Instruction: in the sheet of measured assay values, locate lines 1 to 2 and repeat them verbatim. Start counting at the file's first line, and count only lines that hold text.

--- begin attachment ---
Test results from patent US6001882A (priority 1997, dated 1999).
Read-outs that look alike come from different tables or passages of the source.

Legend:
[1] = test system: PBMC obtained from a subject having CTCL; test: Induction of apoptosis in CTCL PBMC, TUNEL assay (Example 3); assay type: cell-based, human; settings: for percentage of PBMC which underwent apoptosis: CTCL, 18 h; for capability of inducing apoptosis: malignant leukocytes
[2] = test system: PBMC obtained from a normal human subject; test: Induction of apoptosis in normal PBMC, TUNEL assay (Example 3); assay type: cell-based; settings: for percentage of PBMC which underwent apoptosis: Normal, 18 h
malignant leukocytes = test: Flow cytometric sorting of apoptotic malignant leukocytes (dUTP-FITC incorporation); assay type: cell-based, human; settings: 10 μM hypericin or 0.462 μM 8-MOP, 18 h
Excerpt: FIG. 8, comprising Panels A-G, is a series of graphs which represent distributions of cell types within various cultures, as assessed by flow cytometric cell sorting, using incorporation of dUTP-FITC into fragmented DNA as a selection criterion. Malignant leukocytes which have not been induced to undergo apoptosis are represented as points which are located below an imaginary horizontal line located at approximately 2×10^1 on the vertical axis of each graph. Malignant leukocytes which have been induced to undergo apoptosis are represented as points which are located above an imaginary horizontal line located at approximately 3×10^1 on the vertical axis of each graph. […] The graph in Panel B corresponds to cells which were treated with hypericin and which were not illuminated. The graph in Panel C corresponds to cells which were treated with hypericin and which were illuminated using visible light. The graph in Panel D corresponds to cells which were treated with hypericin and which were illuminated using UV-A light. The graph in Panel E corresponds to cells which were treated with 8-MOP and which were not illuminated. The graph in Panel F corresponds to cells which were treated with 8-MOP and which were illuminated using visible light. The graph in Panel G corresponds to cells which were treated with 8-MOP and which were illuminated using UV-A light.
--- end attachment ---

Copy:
Test results from patent US6001882A (priority 1997, dated 1999).
Read-outs that look alike come from different tables or passages of the source.